Building a dream home takes more than just vision. It often requires determination to move forward in spite of the “no’s” and the “can’t-be-done’s.” John Hamilton had both qualities in ample supply in 1970 as he stood at the entrance of Newport Harbor. The real estate developer and founder of the Newport Sports Museum spotted a vacant lot nestled on a rocky cliff in a quiet Corona del Mar enclave called China Cove.
“I could see that the views from that site were spectacular,” he recalls, before adding: “Arguably, the best views in all of Newport Beach.”
You won’t hear a matter-of-fact businessman like Hamilton talk of intuition—but that is precisely what led him to purchase a plot of land the LA Times once called “unbuildable.” He contacted his real estate agent who put him in touch with the owner, who happened to be legendary Newport Beach architect J. Herbert Brownell. Hamilton knew if anyone could design it, it would be Brownell and that Bob Lawson, a well-known engineer out of Laguna Beach, could handle the engineering challenges involved in building a house that could rest on a steep 1:1 incline. Brownell and Lawson were energized by the challenge. Hamilton’s family, however, had reservations. His wife, Kathy, who was pregnant with the couple’s first child at the time, only agreed to the purchase on a condition: her husband had to build a flat yard where their future children could play. Other family members were cautiously optimistic. After taking his grandfather to the work site one day, Hamilton remembers one of the workmen asking him: “What do you think, Mr. Reilly?” He told them, “I think Johnny’s out of his mind. But I’m standing behind him.”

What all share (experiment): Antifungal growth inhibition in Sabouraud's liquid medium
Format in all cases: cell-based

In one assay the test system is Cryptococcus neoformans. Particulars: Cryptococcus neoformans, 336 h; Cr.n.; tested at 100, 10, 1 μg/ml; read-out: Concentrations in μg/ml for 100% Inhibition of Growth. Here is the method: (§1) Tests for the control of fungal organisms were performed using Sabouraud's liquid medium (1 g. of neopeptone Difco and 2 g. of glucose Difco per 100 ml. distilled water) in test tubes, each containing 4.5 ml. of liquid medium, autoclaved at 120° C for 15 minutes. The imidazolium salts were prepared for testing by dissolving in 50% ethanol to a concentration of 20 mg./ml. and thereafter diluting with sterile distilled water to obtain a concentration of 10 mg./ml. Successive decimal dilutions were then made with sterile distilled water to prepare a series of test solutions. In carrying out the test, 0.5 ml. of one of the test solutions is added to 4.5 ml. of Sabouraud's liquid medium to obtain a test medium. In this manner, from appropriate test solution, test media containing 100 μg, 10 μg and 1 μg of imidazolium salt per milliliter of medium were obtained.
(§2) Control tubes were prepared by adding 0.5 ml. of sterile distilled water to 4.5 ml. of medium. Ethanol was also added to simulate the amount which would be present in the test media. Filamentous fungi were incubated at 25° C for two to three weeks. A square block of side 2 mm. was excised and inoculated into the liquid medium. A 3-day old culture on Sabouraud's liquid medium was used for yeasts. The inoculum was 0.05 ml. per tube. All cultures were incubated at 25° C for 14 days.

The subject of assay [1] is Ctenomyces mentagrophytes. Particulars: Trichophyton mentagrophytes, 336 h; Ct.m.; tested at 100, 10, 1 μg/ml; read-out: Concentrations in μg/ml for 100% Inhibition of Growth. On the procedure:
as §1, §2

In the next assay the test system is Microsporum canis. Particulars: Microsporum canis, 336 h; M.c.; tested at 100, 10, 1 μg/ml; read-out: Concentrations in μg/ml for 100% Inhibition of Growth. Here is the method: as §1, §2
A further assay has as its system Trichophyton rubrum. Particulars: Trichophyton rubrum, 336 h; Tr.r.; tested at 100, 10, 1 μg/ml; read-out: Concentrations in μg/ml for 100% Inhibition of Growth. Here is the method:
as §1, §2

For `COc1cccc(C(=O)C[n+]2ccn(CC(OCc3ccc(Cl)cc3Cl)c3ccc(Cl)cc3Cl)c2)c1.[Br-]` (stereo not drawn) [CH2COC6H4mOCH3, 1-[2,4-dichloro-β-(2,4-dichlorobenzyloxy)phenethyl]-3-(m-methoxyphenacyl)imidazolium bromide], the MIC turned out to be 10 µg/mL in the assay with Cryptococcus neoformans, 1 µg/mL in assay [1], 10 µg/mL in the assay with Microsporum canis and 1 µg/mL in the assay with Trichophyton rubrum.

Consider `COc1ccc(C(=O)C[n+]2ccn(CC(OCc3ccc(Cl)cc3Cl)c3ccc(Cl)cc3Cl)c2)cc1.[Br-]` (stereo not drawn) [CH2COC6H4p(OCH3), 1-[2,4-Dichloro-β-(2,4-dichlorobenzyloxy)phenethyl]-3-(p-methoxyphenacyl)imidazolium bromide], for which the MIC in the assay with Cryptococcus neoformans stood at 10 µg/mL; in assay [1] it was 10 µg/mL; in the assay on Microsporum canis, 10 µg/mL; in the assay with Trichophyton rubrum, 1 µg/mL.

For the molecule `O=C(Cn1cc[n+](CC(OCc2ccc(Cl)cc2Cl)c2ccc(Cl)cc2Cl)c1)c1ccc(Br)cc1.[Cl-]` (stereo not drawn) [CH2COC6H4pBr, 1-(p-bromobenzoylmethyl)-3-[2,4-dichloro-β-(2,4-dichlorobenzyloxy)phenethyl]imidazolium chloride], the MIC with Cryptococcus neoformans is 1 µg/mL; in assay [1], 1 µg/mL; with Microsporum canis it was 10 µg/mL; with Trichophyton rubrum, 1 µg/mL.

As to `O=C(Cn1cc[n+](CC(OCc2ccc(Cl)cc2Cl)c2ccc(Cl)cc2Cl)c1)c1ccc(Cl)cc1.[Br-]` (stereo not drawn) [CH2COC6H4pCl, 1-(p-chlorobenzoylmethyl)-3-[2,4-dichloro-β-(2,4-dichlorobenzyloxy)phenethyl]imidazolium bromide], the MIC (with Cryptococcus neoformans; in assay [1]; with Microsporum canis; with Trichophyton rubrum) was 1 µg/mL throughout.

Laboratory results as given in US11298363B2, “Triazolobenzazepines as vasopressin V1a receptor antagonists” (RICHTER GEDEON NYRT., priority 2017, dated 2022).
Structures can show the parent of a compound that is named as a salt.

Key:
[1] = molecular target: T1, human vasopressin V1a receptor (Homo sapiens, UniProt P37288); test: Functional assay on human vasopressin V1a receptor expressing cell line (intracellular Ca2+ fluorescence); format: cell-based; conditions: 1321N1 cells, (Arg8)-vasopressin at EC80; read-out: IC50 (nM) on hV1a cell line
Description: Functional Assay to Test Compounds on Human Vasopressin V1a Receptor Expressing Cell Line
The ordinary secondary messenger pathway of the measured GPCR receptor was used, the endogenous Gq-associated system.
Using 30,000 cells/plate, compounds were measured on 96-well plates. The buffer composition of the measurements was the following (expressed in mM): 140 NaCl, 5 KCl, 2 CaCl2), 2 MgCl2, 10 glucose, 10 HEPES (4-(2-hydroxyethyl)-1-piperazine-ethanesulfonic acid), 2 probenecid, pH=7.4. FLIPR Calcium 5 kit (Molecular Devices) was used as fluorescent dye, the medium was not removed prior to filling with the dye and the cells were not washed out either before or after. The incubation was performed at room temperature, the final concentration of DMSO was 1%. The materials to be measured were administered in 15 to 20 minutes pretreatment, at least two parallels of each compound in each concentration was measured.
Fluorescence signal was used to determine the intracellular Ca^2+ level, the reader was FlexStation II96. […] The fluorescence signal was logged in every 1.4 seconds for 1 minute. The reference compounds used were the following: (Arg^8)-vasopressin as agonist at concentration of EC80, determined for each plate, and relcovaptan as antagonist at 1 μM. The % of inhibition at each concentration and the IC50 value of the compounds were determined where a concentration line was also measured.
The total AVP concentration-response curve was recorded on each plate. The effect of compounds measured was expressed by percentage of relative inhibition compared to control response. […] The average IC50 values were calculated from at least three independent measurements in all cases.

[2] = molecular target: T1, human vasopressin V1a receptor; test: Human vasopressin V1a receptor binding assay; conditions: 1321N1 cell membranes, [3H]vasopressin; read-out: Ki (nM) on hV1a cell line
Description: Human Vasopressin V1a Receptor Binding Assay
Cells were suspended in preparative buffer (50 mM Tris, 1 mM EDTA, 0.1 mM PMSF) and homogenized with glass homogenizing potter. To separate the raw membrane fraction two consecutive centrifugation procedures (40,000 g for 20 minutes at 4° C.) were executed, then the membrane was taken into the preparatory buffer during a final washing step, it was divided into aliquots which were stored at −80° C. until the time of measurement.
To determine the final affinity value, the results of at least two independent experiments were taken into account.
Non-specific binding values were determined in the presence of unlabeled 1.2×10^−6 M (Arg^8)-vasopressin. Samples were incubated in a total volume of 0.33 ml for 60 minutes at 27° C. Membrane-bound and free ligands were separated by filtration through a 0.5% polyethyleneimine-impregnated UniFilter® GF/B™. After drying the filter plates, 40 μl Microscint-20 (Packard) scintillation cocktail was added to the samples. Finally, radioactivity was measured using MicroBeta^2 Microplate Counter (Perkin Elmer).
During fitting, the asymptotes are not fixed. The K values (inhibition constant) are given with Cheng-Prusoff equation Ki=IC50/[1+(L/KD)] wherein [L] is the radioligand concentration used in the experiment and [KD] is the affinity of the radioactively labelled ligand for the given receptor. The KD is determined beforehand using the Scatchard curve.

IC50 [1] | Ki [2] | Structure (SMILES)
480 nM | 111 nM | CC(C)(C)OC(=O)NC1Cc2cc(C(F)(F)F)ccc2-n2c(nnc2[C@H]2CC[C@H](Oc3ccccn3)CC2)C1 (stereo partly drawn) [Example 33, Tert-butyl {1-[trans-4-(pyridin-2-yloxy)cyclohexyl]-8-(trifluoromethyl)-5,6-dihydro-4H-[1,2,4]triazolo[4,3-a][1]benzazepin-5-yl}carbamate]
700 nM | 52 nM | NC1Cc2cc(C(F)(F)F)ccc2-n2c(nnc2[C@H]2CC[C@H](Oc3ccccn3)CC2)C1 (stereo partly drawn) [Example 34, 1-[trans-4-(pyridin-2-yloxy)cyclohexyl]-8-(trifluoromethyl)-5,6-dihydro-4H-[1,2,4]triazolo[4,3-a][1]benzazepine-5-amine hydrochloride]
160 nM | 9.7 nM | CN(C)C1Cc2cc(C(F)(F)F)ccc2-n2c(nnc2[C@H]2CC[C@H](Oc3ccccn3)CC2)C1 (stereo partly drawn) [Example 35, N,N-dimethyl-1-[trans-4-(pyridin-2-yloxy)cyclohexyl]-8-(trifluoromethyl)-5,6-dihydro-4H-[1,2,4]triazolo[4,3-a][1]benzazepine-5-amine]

His family did indeed stand behind him. The Hamiltons raised all three of their children in the home, leaving behind a legacy of home ownership that lasted four decades and eventually grew to include 8,600 square feet, five bedrooms plus a maid’s room and five stories. Kathy got her flat ground and grassy yard at the entry—a feature no other homeowner on the bluff possesses to this day. Hamilton got his views, which can be enjoyed from every room in the house. His guests, too, got the luxury of curb cut and off-street parking, not to mention street-to-street access with a 5-car garage set on flat ground and approximately 30 paces from the beach. And since the front of the residence is hidden from the street, there is privacy and sound insulation from the top of the hill.
Read the full story at previewsinsideout.com.